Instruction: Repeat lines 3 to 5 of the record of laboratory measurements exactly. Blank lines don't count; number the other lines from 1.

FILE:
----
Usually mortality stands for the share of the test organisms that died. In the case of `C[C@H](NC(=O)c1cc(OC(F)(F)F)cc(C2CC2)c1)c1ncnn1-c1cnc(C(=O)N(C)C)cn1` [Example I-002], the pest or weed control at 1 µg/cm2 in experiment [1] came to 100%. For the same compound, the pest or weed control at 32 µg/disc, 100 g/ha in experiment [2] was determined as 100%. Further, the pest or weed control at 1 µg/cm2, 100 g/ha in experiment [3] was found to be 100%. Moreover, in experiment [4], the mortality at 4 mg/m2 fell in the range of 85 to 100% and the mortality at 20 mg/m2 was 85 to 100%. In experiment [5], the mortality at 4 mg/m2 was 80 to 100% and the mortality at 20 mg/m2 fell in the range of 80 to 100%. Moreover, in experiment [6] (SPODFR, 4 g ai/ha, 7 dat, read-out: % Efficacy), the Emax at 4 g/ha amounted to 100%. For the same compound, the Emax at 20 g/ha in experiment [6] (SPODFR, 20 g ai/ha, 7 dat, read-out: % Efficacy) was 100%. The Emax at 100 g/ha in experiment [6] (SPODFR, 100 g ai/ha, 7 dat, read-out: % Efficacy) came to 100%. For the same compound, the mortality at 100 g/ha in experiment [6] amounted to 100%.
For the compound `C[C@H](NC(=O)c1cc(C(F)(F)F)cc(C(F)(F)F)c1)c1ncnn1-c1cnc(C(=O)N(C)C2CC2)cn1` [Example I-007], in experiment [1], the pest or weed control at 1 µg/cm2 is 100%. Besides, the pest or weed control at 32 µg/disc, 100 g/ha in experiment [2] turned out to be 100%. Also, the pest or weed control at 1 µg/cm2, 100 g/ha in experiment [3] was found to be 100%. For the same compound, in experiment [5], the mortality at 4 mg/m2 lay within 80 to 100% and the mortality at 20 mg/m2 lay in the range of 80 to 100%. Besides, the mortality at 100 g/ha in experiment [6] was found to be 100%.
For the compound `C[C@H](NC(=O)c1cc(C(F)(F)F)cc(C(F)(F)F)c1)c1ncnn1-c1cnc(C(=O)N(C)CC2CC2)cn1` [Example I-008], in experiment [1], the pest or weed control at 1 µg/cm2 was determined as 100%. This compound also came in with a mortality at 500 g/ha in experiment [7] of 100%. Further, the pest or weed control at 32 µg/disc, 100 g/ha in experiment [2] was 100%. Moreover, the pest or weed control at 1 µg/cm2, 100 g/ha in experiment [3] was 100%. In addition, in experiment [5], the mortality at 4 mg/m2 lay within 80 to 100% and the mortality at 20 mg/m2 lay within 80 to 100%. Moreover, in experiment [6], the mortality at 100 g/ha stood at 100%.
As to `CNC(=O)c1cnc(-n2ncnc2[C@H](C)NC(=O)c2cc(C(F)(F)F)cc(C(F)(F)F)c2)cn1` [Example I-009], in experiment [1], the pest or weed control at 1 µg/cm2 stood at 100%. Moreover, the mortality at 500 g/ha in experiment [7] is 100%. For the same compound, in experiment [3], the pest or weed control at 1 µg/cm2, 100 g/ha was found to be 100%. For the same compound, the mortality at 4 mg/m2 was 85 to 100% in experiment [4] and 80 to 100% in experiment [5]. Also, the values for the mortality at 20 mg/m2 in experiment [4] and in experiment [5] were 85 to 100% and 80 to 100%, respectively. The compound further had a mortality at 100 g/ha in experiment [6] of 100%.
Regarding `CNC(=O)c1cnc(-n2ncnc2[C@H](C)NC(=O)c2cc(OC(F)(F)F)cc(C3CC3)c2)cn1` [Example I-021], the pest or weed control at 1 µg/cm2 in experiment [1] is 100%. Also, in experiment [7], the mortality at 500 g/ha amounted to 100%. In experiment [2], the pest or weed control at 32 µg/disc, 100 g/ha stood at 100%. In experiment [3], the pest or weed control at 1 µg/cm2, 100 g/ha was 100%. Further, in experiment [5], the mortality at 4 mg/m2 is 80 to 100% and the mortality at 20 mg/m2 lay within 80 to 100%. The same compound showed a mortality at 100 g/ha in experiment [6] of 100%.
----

For the compound `C[C@H](NC(=O)c1cc(C(F)(F)F)cc(C(F)(F)F)c1)c1ncnn1-c1cnc(C(=O)N(C)CC2CC2)cn1` [Example I-008], in experiment [1], the pest or weed control at 1 µg/cm2 was determined as 100%. This compound also came in with a mortality at 500 g/ha in experiment [7] of 100%. Further, the pest or weed control at 32 µg/disc, 100 g/ha in experiment [2] was 100%. Moreover, the pest or weed control at 1 µg/cm2, 100 g/ha in experiment [3] was 100%. In addition, in experiment [5], the mortality at 4 mg/m2 lay within 80 to 100% and the mortality at 20 mg/m2 lay within 80 to 100%. Moreover, in experiment [6], the mortality at 100 g/ha stood at 100%.
As to `CNC(=O)c1cnc(-n2ncnc2[C@H](C)NC(=O)c2cc(C(F)(F)F)cc(C(F)(F)F)c2)cn1` [Example I-009], in experiment [1], the pest or weed control at 1 µg/cm2 stood at 100%. Moreover, the mortality at 500 g/ha in experiment [7] is 100%. For the same compound, in experiment [3], the pest or weed control at 1 µg/cm2, 100 g/ha was found to be 100%. For the same compound, the mortality at 4 mg/m2 was 85 to 100% in experiment [4] and 80 to 100% in experiment [5]. Also, the values for the mortality at 20 mg/m2 in experiment [4] and in experiment [5] were 85 to 100% and 80 to 100%, respectively. The compound further had a mortality at 100 g/ha in experiment [6] of 100%.
Regarding `CNC(=O)c1cnc(-n2ncnc2[C@H](C)NC(=O)c2cc(OC(F)(F)F)cc(C3CC3)c2)cn1` [Example I-021], the pest or weed control at 1 µg/cm2 in experiment [1] is 100%. Also, in experiment [7], the mortality at 500 g/ha amounted to 100%. In experiment [2], the pest or weed control at 32 µg/disc, 100 g/ha stood at 100%. In experiment [3], the pest or weed control at 1 µg/cm2, 100 g/ha was 100%. Further, in experiment [5], the mortality at 4 mg/m2 is 80 to 100% and the mortality at 20 mg/m2 lay within 80 to 100%. The same compound showed a mortality at 100 g/ha in experiment [6] of 100%.